Those fundamental ideas, preserved as they are in the language of the Pontic-Caspian peoples, must have emerged from the age which Howard fictionalized with the phrase “before the coming of the sons of Aryas.” It was after all, as Olcott points out, the Akkadians—or ‘highlanders’ in the mountains northeast of the Babylonians—to whom the mapping of our zodiacal figures across the lineaments in the sky can at least be traced, earlier than the 4th millennium BCE. As man’s ability to take clear stock of his environment is most surely antediluvian, so too must be, in a much broader sense, the roots of any systematic approach to the apparent order of man’s first interest: The formal relation between himself and the world. 

What can be said of the actual practice of fortune-telling with the hands? Divination is a fraught subject. Anyone with more than a passing interest in the matter will inevitably ask the question: What sorts of issues did the ancients believe were conducive to prophecy, and what sorts of issues were not? When Juvenal ridiculed the gypsies in the Roman forum for swindling housewives promising them granular, materialistic knowledge about the specific date of their impending divorce, how would that have been differentiated from the work of Hadrian’s venerable grandfather? 

Clearly, for all peoples who incorporated sober study of symbolism into their way of life, there must have been patterns of thought for differentiating heretic from hierophant. The ancients, as well, of course can hardly be treated as a monolithic object; as a single tradition projected from one unified mind. Ptolemy and Cicero both demonstrate a rather degenerated and materialistic view of the role and capacity of the divinatory arts—Ptolemy doing-so in praise of it, and Cicero for his part in polemicizing it. Both characterize the arts of prognostication as hyper-specified. They are things which either can, or are paraded as-if, they have the ability to foretell a seemingly endless degree of true, material certainties about the future, and which are limited only by the ability and breadth-of-scope of a given practitioner. In truth, such a ‘scientized’ outlook of divination, again, regardless of the profferer’s excitement or skepticism with respect to the view at hand, only indicates that the age or place in which it flourishes is one of noteworthy decadence.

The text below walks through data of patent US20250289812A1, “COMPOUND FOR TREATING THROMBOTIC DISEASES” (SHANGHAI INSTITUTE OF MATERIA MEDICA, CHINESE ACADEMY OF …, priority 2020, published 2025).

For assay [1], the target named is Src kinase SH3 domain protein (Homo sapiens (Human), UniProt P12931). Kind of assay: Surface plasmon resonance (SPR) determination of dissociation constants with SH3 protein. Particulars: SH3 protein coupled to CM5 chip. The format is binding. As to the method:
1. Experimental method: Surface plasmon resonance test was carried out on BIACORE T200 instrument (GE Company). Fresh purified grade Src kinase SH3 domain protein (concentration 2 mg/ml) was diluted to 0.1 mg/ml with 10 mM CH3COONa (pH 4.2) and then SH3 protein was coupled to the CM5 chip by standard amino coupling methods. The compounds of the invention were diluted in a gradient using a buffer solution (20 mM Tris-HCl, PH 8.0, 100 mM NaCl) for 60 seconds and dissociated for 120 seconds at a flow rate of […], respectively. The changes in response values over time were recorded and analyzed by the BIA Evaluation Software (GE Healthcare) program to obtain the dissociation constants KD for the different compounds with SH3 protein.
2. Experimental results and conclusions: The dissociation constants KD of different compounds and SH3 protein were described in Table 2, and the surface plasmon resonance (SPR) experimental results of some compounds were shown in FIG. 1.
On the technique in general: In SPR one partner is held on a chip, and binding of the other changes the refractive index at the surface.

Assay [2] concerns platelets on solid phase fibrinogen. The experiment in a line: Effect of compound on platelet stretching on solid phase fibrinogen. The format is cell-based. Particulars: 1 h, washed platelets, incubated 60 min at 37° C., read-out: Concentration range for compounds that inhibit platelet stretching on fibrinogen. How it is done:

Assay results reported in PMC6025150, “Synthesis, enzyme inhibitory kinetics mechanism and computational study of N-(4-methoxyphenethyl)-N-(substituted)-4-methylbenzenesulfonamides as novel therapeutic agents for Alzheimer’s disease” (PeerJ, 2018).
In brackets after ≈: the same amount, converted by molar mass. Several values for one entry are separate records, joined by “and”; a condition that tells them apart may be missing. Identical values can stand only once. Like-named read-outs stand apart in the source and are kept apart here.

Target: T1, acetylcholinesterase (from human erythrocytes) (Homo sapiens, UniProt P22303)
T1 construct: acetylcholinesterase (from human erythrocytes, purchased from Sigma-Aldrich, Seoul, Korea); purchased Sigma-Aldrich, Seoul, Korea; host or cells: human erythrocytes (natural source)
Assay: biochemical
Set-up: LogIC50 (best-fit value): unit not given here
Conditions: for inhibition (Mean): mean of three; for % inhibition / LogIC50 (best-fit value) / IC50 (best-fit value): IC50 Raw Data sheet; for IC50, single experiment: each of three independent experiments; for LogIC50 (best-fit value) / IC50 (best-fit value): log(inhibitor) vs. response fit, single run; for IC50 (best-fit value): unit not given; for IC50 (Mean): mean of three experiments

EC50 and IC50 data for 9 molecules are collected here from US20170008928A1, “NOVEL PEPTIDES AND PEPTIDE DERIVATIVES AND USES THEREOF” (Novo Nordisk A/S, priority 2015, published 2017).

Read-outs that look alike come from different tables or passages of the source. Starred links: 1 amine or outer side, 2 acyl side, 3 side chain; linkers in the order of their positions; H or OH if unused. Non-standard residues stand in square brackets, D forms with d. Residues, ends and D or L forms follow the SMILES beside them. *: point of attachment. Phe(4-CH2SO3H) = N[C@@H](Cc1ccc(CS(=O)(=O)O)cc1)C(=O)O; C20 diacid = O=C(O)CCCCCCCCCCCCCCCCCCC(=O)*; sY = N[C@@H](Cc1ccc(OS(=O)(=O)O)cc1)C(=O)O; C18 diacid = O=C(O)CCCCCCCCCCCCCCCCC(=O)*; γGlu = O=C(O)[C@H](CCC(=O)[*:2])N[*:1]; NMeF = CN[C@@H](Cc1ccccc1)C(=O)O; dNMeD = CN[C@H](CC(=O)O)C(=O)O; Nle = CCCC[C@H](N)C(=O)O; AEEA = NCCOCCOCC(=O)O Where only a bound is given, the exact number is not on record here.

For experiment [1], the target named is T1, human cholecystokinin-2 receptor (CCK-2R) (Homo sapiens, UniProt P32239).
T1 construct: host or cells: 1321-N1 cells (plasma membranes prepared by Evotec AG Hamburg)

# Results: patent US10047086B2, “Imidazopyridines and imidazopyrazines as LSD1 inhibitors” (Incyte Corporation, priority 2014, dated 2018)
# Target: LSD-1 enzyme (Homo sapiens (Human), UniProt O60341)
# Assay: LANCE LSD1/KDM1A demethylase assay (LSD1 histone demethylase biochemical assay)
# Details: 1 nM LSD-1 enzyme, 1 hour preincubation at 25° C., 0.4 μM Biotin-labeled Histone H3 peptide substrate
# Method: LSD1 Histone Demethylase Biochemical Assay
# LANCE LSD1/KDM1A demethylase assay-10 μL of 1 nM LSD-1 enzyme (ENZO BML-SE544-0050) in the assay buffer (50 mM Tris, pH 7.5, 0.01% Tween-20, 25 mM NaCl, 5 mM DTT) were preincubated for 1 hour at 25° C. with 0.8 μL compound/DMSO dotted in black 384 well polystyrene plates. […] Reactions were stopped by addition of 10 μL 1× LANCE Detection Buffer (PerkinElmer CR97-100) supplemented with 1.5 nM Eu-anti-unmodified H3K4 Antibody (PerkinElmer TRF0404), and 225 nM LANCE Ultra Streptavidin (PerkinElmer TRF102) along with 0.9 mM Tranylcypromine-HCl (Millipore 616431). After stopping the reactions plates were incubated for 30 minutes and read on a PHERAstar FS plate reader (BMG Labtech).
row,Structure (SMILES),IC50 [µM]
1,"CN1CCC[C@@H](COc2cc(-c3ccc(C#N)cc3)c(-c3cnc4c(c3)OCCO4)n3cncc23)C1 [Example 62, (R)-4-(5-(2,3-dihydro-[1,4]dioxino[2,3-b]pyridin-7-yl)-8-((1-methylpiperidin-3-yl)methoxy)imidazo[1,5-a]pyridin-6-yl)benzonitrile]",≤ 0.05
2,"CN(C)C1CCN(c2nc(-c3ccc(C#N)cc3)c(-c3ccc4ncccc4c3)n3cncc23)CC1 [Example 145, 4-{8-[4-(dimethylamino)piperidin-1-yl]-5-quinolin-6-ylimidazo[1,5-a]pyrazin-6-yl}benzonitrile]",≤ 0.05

That is not to wave-away Cicero’s eloquent criticism of Quintus’s stoic apologetics. It is, rather, to say that modern academics are overly keen to apply Cicero’s mentality to all divination in all eras, as opposed to applying it only to the specific charlatans with which Cicero and his contemporaries must have been assaulted on a daily basis. In other words, when the streets are full of gypsies who have one hand on your shoulder and the other hand in your pocket, a certain type criticism is the natural and just response. To apply the same criticism to the patriarch of the imperial family, whose hands remain folded behind his back, however, is naive at best and disingenuous at worst.